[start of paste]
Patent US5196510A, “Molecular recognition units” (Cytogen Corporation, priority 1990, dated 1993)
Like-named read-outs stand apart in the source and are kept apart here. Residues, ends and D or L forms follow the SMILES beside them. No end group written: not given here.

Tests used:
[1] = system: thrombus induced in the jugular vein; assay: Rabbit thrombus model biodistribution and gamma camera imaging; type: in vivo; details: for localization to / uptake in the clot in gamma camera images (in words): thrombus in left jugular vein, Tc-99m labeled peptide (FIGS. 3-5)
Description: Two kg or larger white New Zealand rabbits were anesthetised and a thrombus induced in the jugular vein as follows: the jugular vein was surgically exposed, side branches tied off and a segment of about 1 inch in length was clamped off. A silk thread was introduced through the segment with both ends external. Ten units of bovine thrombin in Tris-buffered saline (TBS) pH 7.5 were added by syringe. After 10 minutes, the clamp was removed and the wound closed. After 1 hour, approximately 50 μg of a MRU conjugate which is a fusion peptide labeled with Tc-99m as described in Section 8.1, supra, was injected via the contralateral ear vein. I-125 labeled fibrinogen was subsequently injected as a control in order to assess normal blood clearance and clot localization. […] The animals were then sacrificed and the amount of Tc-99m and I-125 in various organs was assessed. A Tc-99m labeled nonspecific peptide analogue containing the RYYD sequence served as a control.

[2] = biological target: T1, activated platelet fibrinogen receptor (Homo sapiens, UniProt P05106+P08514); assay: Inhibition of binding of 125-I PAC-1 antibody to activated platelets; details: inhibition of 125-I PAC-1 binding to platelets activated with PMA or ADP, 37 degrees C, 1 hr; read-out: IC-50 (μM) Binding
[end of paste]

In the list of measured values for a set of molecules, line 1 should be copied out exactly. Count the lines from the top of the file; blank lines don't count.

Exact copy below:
Patent US5196510A, “Molecular recognition units” (Cytogen Corporation, priority 1990, dated 1993)